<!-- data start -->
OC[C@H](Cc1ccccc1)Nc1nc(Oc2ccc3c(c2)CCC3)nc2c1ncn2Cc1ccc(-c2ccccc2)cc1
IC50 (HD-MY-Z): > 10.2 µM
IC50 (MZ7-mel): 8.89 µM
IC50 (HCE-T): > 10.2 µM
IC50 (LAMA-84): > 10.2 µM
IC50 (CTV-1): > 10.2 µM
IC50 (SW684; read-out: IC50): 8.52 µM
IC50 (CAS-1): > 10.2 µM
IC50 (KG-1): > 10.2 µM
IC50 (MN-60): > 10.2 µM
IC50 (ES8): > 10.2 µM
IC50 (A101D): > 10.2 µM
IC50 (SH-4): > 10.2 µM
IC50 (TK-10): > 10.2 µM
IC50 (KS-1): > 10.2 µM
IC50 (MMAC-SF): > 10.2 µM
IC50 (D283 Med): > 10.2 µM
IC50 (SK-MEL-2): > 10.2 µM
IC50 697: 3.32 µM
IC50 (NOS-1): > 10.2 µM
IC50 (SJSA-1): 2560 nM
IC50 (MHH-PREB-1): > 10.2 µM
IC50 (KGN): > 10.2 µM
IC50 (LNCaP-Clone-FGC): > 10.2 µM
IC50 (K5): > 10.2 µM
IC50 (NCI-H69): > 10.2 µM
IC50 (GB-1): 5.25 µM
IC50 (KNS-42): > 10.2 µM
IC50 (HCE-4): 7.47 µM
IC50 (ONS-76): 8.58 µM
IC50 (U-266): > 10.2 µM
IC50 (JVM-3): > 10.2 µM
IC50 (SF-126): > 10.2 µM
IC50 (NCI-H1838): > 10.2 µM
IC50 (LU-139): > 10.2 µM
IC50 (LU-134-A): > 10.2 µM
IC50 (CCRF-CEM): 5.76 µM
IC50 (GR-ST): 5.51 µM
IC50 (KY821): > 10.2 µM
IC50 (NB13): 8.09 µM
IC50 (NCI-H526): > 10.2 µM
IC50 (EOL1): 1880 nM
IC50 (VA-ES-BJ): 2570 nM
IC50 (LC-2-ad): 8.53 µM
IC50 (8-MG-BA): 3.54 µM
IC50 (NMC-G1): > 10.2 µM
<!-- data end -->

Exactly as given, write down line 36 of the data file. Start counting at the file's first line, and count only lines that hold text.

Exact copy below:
IC50 (LU-134-A): > 10.2 µM